I dreamt of playing water polo with Helen Mirren, Kim Catrall, Kay Parker, Juliet Anderson, Loni Sanders, Lacey Chabert, and the senator from New York, Hillary Rodham Clinton.
Sorry Bill.

I woke late again, but not late enough that I could not sign in downstairs at the front desk. This needs to be done before 9:30AM.
What happens if I don't sign in?
I sign in twice the next day. That's what I did today. I signed in on a computerized screen for yesterday and today. No problem.
That ordeal over with, I walked up to the Hollymart on 5th Street (The Nickel) and bought the Sunday edition of the L.A. Times, it being Sunday and all.
I took it to my room on the 5th floor, "The Veteran's Floor," of the 10 story building. I didn't start reading the paper right away. I began to write this account again. This is the 4th attempt. If you're reading this it means I was successful in stopping my use of nicotine and sexual fantasy to escape the confines of my dreary life, and became un-homeless, and doing all without lying about anything (unless manipulation of what is generally considered to be the truth for comedic purposes).
I started lying the last time and had to stop.
I stopped writing for a while and cleaned my small room. Just a little. We are not allowed to have mops or brooms as they could be used as weapons.
Anything can used as a weapon.
Someone knocked on my door, but I didn't answer. I hadn't finished cleaning.
When I did finish cleaning, I opened my door and stuck my small wastebasket between it and the door frame so it wouldn't close. With the window open a slight breeze tended to cool my room. John Monzano came in and took a seat on my bed. I hadn't seen him for 4 days, and had thought he had gone to Camarillo to visit his mother. I was supposed to have accompanied him, but couldn't locate him last Friday. I had isolated in my room since last Wednesday, and had ignored all knocking at my door, and so thought I would need to make an extravagant explanation concerning my whereabouts, or lack thereof.
However, I took the offensive and chided him for not taking me to Camarillo.
"Didn't you get my Email?" he asked helplessly.
"No... I didn't get any Email!" I hadn't checked since last Tuesday.
He hadn't gone because his mom had decided to fumigate her house over the weekend. I did get him to apologize for not being around last Friday, even though I had no intention of going with him to Camarillo if he had gone.
But he didn't know that.
At one point he asked, "Hey, you wanta see Genghis Khan?"
"Already saw him," I told him. "At the museum."
"You did? Damn. What Museum?"
"The one that had the Genghis Khan exhibit. It was free even."
"Yup. Every second Tuesday of the month it's free," I explained.
"It's past the second Tuesday now," he said.
"Don't worry." I soothed. "Another will come around. It happens almost every month."
"Are you gonna see Seabiscuit?" he asked after awhile.
"I guess. Why?"
"Its got Nick Nolte in it?"
"Nick Nolte? So what?"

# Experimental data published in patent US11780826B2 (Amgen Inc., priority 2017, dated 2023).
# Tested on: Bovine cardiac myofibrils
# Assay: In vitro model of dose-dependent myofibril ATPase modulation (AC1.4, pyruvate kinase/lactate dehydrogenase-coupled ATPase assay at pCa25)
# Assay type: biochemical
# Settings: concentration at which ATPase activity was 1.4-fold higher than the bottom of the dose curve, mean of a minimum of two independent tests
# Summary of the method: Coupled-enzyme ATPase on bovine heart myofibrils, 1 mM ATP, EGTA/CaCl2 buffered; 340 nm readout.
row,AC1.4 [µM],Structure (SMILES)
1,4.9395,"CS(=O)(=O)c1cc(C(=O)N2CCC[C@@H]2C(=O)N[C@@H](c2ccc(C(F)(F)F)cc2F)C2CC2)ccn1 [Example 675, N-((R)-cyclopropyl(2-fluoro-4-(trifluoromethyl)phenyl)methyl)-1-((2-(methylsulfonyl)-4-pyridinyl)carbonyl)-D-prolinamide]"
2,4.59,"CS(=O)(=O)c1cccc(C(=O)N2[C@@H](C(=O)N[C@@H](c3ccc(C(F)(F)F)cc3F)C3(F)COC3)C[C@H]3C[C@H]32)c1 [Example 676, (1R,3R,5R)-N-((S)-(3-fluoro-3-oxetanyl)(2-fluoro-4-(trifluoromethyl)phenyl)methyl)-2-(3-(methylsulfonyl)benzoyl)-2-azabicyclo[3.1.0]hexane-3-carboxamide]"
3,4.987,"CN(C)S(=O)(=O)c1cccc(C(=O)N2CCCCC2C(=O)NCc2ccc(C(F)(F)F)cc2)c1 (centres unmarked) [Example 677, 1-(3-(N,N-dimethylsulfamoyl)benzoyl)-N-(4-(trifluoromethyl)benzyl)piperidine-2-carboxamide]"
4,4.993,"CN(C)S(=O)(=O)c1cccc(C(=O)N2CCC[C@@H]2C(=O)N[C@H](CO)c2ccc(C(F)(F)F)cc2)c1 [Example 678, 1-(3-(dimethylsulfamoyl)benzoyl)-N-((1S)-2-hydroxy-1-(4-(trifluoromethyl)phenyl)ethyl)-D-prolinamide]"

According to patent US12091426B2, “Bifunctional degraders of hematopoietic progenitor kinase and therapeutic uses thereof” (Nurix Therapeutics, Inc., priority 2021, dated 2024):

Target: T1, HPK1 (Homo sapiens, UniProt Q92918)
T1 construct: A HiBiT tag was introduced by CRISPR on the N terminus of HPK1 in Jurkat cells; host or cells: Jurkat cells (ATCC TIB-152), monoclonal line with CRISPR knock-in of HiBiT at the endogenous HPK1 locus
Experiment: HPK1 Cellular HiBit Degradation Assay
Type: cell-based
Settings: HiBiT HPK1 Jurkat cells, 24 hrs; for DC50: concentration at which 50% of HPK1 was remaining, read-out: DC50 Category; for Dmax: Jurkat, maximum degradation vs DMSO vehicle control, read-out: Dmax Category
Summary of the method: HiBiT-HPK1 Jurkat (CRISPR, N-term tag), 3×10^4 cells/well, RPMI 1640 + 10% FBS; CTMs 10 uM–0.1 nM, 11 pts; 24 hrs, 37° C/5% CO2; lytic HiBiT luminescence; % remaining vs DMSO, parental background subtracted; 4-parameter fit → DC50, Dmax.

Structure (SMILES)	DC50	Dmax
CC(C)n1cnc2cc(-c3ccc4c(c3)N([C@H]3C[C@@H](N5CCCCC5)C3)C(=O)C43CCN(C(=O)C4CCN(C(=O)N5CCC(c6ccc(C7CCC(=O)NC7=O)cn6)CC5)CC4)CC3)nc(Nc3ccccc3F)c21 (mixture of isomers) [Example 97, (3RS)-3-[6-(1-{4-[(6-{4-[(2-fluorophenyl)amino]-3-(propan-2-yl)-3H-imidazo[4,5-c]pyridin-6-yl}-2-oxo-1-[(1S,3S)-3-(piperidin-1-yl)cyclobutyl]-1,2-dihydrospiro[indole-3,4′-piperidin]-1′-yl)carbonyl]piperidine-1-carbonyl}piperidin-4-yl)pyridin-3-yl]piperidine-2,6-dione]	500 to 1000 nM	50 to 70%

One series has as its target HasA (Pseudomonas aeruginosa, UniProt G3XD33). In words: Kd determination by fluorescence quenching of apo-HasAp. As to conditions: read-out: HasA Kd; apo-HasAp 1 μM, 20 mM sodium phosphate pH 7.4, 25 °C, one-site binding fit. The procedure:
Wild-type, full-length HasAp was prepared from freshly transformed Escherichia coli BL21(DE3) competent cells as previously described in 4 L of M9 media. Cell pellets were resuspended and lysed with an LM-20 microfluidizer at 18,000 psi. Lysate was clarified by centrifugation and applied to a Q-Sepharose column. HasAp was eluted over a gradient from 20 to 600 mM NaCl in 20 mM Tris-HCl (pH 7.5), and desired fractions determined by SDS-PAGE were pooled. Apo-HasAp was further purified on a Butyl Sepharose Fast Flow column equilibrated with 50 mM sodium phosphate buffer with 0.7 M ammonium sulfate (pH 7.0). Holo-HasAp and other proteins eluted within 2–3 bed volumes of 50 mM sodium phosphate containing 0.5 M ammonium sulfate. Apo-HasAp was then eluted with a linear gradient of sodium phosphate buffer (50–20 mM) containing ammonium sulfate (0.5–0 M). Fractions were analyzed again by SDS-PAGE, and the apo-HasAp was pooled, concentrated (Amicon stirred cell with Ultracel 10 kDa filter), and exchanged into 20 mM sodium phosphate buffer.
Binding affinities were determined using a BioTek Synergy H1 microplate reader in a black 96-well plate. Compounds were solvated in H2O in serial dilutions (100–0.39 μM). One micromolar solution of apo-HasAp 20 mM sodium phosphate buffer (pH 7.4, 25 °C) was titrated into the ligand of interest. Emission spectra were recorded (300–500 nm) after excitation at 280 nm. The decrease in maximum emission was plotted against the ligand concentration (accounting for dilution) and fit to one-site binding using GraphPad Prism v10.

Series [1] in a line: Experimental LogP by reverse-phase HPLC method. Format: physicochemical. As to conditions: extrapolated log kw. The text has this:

"I just wanted to know if you were going to go see it," John said.
"What part does Nick Nolte have?" I hadn't heard he was in the film.
"I don't know... the horse maybe."
"I know Toby Maguire, Jeff Bridges, and Chris..."
"It's Jeff Bridges."
"What'ya mean, it's Jeff Bridges. You said it was Nick Nolte..."
"It's Jeff Bridges. I thought it was Nick Nolte..."
"You said Nick Nolte. Jeff Bridges is a whole different deal than Nick Nolte!"
"I know. I made a mistake. It's Jeff Bridges."
"Are you sure?" I teased.
"Yes. I'm sure now. It's Jeff Bridges."
"Because Nick Nolte and Jeff Bridges look an awful lot alike, you know..."
On and on.
We went to lunch together. Fish patties and fries down in the cafeteria. I choose not to eat the two cookies offered, as I'm trying to eat a healthier diet.
John left me at the door when we finished eating.
"I gotta do something. I'll be up later," he assured me.
"You gonna call your mom?" I asked.
"Don't worry. I got you covered."
I didn't see him for the rest of the day.
I finished writing for the day and starting reading the paper.
Later I used the computer in the Day Room to check my Email. I found John's message and erased it. I looked up who the creator of Allen Quatermain was, and checked out the Amnesty International web site. I subscribed to some electronic newspapers concerning several human rights issues. They were free, which was almost too much for me to afford right now.
I listened to classical music all afternoon. I don't know much about classical music, but I find it soothing. Franz Liszt's piano concerto #1, in E flat was very nice.
I didn't turn my TV on until 7:00PM, to watch "Futurama," a very clever show. At 8:30 I witnessed the United States premiere of "Bonzi," a Fox Japanese gambling show, whose star is the announcer. It will either be a hit or off the air in 3 weeks. Noting the current average American television audience, this show will be on for years and years.
At 9:00 I decided to sleep for a couple of hours until 11:00 when the "X-Files," came on. I fell asleep while watching "Malcolm in the Middle," with guest star Jason Alexander, currently playing in the Los Angeles production of Mel Brooks' "The Producers." I dreamt of Odalys Garcia, the wonderful Cuban-American ballet dancer and Spanish television personality, and now singer. She's very pretty... for a girl, and very nice. In my dream we were reclining on a velvet sofa and she was feeding me grapes.
My alarm woke me at 11:00, and I watched the Run Lola Run/Groundhog Day "X-Files" episode, with the guy who used to be on "Northern Exposure." Moulder's water bed was very funny, and it's true, he shouldn't of had one on any floor except the 1st.
I had a water bed break on me once. I had moved in with my ex-wife's Aunt Debra, and was filling it while drinking beer.
I fell asleep and woke up just in time to see the giant bubble burst. Gallons of water careened throughout the house.
It was horrible. It was a good thing I knew how to swim.